Letter to the Presbytery of Newark


2. I cannot desist from preaching the doctrine of sanctification, and from testifying to my own experience of it, for the very same reasons that you cannot desist from preaching the doctrine of regeneration, and testifying to your own experience of that. Suppose that you were to insist that “Except a man be born again, he cannot see the kingdom of God” (John 3:3), but when asked whether you or any one else had enjoyed that blessing, should say, “By no means. It is an important and dangerous error for any man to think so; it never takes place until death.” How much influence would such preaching exert? How many would be born again through such instrumentality? LPN 1.68

You feel yourselves under necessity, therefore, on that subject, to maintain that regeneration is a matter of experience, and that you and many others do enjoy it. But while you tell your people that they ought to be free from sin, and are wholly inexcusable for not being so, and while you pray that they may be redeemed from all iniquity, they know perfectly well that you have no expectation that it will take place while they live, and hence all your exhortations and prayers are wholly lost. Your people know that you expect that they will live along in sin until death, and that while you exhort them to be free from sin, you show them no way by which they may become so, and maintain that it would be an important and dangerous error for them to expect to be so until they die. Hence, all your efforts for the sanctification of God’s professing people, are rendered perfectly nugatory. LPN 1.69

For myself, therefore, I feel bound to tell professing Christians that there is a way whereby they may “cleanse themselves from all filthiness of the flesh and spirit, and perfect holiness in the fear of God” (2 Corinthians 7:1), that it may be done through the promises of God, which “are all yea, and Amen in Jesus Christ” (2 Corinthians 1:20). LPN 1.70

When, therefore, with the apostle, “I labour, striving according to God’s Spirit, which worketh in me mightily, by warning every man, and teaching every man in all wisdom to present every man perfect in Christ Jesus” (Colossians 1:29, 28), I feel that I am not urging them to chase a phantom, which, however earnestly and laboriously sought, will elude their grasp till death; but that I am leading them to the enjoyment of a blessed and glorious reality, which is treasured up for them in Christ, and which they may every one of them secure and most richly enjoy. LPN 1.71

And when I am permitted, through the exceeding riches of God’s love in Christ Jesus, to say that I have experienced of the grace which I present to their acceptance, I have left them stripped of all excuses and palliations for their sins, and may therefore hope that God’s Spirit will attend His truth, and lead them in the way of knowledge and understanding. I can say to Christians, “This is the will of God, even your sanctification” (1 Thessalonians 4:3). “God hath not called us unto uncleanness, but unto holiness” (1 Thessalonians 4:7), while you by your own principles are obliged to tell them, that they are shut up, in some measure at least, to a life of sin. Brethren, I cannot stand on such ground, and therefore I must disregard your admonition. LPN 1.72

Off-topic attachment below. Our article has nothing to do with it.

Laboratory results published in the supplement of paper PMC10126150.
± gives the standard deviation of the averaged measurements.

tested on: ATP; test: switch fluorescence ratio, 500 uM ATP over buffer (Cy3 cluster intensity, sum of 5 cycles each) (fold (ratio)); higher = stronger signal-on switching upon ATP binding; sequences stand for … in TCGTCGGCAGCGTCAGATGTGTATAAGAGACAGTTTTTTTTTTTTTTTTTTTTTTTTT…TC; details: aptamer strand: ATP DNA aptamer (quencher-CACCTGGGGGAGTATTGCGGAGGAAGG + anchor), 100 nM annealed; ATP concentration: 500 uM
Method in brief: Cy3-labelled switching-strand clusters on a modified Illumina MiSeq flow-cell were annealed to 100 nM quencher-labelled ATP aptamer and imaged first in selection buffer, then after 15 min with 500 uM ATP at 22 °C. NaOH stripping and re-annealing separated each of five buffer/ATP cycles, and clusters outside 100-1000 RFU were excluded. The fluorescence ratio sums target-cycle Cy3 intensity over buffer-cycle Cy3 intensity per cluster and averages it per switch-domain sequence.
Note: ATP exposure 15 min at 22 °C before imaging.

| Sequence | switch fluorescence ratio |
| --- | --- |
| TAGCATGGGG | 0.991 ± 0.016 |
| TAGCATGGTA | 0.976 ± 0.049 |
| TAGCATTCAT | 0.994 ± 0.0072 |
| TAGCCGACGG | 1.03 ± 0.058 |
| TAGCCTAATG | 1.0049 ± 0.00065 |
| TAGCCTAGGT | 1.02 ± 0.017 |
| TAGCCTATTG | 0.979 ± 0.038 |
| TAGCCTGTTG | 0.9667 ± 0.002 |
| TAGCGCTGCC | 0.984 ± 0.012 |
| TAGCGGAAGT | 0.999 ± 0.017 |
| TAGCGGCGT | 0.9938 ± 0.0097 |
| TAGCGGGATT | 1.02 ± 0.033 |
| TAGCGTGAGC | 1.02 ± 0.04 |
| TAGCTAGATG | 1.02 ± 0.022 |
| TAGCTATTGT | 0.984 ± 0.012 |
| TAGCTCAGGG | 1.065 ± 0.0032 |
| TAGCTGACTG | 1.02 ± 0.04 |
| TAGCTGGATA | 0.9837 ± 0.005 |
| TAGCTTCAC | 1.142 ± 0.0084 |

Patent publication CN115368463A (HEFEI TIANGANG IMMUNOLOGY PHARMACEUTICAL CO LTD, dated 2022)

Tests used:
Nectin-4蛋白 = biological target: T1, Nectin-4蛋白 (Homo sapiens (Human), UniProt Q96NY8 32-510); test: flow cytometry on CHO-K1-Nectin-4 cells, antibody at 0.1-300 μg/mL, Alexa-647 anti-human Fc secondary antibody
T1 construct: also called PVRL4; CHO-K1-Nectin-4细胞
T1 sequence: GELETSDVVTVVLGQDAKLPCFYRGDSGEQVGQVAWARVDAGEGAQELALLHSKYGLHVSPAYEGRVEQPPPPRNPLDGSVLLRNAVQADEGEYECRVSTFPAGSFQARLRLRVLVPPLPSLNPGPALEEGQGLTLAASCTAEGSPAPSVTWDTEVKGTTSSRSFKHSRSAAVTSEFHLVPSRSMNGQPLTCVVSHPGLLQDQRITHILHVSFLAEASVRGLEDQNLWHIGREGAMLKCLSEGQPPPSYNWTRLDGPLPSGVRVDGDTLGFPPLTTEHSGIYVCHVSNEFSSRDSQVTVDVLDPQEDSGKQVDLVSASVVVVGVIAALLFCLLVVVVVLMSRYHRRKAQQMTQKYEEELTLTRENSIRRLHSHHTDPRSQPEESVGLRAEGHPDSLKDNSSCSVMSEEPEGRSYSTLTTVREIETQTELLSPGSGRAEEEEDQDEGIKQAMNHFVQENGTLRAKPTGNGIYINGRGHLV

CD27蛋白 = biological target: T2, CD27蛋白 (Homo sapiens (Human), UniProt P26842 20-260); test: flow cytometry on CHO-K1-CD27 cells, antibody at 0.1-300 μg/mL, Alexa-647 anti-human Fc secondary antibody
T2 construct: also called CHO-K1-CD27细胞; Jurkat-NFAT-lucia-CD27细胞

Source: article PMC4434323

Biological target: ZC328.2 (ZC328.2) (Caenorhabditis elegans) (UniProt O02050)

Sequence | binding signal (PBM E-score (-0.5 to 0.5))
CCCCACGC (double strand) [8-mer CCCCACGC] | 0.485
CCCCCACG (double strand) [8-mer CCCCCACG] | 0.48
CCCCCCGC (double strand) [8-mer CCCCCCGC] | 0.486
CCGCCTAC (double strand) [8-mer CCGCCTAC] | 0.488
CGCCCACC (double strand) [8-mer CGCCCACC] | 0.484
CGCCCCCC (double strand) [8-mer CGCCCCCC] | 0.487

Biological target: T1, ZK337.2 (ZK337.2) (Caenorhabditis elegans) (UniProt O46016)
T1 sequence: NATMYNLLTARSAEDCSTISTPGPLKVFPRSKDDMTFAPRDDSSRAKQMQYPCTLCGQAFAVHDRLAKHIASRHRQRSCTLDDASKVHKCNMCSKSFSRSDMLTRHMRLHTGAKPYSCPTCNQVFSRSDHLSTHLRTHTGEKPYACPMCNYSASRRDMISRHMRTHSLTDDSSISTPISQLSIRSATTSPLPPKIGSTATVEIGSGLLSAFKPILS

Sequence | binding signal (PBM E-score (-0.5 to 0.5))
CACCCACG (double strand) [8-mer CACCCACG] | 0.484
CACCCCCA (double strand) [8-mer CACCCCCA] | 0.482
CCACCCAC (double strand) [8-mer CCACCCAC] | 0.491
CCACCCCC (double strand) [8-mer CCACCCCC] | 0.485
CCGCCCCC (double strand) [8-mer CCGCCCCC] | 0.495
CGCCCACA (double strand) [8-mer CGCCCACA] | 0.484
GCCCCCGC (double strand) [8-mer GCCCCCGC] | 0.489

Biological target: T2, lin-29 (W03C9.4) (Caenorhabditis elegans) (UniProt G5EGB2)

There seems to me to be a wonderful and strange inconsistency, in urging Christians to holiness of heart and life, and at the same time telling them that they never can be without sin while they live, and that if they think that Christ, who was manifested to take away their sins, will ever do it till He takes away their breath, they have embraced important and dangerous error. I feel constrained to say, in faithfulness to Christ and His dear people, though some may think it unkind, that those who attempt to maintain such ground, seem to me to be, and in a very important sense “shutting up of the kingdom of heaven against men: neither entering themselves, nor suffering those who would enter to go in” (Matthew 23:13). LPN 1.73

When the watchmen of Israel cry out in the ears of the people, that no man ever did or will abide in Christ and sin not, on earth, that God who has sworn to do it, and raised up Christ our horn of salvation to perform the oath, never will “grant unto us, that we being delivered out of the hand of our enemies might serve Him without fear, in holiness and righteousness before Him, all the days of our life” (Luke 1:74-75), what can we expect, but that many who desire deliverance from sin, will despair of attaining it, and submit in despondency to the will of their spiritual foes, and groan away their lives in grievous bondage, when they might be enjoying the liberty wherewith Christ would make them free; and that others, glad to have such an excuse for their sins, will comfort themselves in their worldliness, and their unhallowed indulgences by the feeling that they are not expected, while they live, to be free from sin. LPN 1.74

I will not attempt to conceal it, that this looks to me like a subtle and dangerous snare of the great enemy of Christ and His church. Herein it seems to me lies the “important and dangerous error,” and not in telling Christians that their Redeemer “is faithful to sanctify them wholly, and to preserve their whole spirit and soul and body blameless to H is coming” (1 Thessalonians 5:23), when they will believe in Him for that blessing. LPN 1.75